County wants unions to talk wage freeze
Grappling with a tight budget plan, Washington County wants some employee unions to reconsider pay increases guaranteed by contract.
The county is asking four unions with contracts in place through next year to reopen those contracts so wages can be renegotiated.
The goal, some officials said, is for those unions to erase a planned 3 percent raise and to get other unions that soon will negotiate new contracts also to accept a wage freeze.
A proposed 2010 county budget already assumes employees agree to a wage freeze, but that was not explained publicly when the plan was introduced.
A wage freeze will prevent further budget cuts, County Board Chairwoman Myra Peterson said.
"If they don't (agree), we have to let more people go," she said of the wage freeze in an interview. "That's the bottom line."
Peterson later said she should not have made public the county's intention because labor negotiations are handled in closed-door sessions.
County staff said they have asked the four unions back to the bargaining table to discuss 2010 wages, but will honor existing contracts if the unions decide against renegotiating. Staff declined to say they want agreement to freeze all salaries, but acknowledged the county's budget anticipates an organization-wide wage freeze.
"If we do give a general adjustment, we'd be looking at reducing the total number of full-time employees in the organization," Assistant Administrator Molly O'Rourke said.
Board to vote
The wage request comes as Washington County commissioners say they will not raise their salaries for 2010 and top county administrators and department directors say they, too, will forego pay increases next year.
The County Board caught some heat last December when three commissioners voted to raise their 2009 salaries by 3.5 percent. Commissioners earn $52,713.
Peterson, who represents the Cottage Grove area and voted for the 2009 increase, said foregoing a pay bump in 2010 has nothing to do with last year's decision.
"It's the economy," she said. "It's the difficulty of balancing the budget, asking our staff to do more with less."
Peterson said Washington County is among the most streamlined of Minnesota county governments and has one of the lowest employee-per-capita rates in the state.
Commissioner Lisa Weik of Woodbury said the County Board is responding to the challenge of having to set a budget without knowing how much state aid Washington County will receive for 2010.
"It's certainly a reflection of the economy and just the best value for the taxpayers," Weik said. "With the cutbacks at the county, I think it's a show of leadership."
Washington County is not alone in its budget challenges, said Jim Mulder, Association of Minnesota Counties executive director. Flat wages and spending cuts are common across the state.
"What I have been hearing is that it seems like a majority of counties will be freezing their (commissioner) salaries," Mulder said. "It's certainly not the thing that makes or breaks the budget, but it is symbolic that when you're asking your employees to look at salary freezes, (commissioners) should too."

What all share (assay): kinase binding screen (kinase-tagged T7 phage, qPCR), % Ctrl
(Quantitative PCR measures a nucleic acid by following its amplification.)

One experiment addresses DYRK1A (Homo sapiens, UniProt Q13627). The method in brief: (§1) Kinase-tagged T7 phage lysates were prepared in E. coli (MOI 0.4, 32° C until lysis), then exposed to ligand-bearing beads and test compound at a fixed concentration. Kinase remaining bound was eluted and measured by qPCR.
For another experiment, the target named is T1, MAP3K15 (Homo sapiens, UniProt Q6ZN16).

Commissioners will not formally vote on their 2010 salaries until December. In the meantime, officials soon will begin meeting with unions to talk about 2010 wages for the county's 1,100 union employees.
One of the four labor groups under contract is the International Union of Operating Engineers, or the Local 49ers. Union leader Kent Korman said he knew that the county wants to reopen contracts for wage negotiations.
The union's nearly 50 members will decide whether to renegotiate, he said, declining to speculate on their position.
"We need to sit down with them to hear what they have to say," Korman said of the county's labor negotiators.
But he added: "We're under no obligation to make any changes."
Washington County has not asked its unions to reopen contracts for wage adjustments in at least 25 years, said Kay McAloney, human resources director. McAloney recently sent a letter to the four unions under contract through next year to request that they go back to the table to talk wages. That request is a sign of extraordinary economic times, she said.
"They're very unique and not in a positive way," she said. "I would say that this is the most difficult year I've ever had in negotiations."
Talks to start
The four unions asked to reopen their contracts represent 174 employees, including equipment operators and staff in the county attorney's office and the sheriff's department.
Contracts for another four bargaining units end this year, and talks over new contracts are to begin soon. Those groups include the American Federation of State, County and Municipal Employees (AFSCME), which represents some 700 Washington County employees.
McAloney would not say whether the county will seek 2010 wage freezes from those unions.
"We have a duty to negotiate," she said, and that cannot take place in public.
Seeking an all-staff wage freeze is a "responsible path" for the county, Weik said. Taxpayers expect that the county will look into every area of spending as it decides how to fund county services next year.
"From that perspective," Weik said, "I would hope that everyone would go to those (labor negotiations) meetings with an open mind."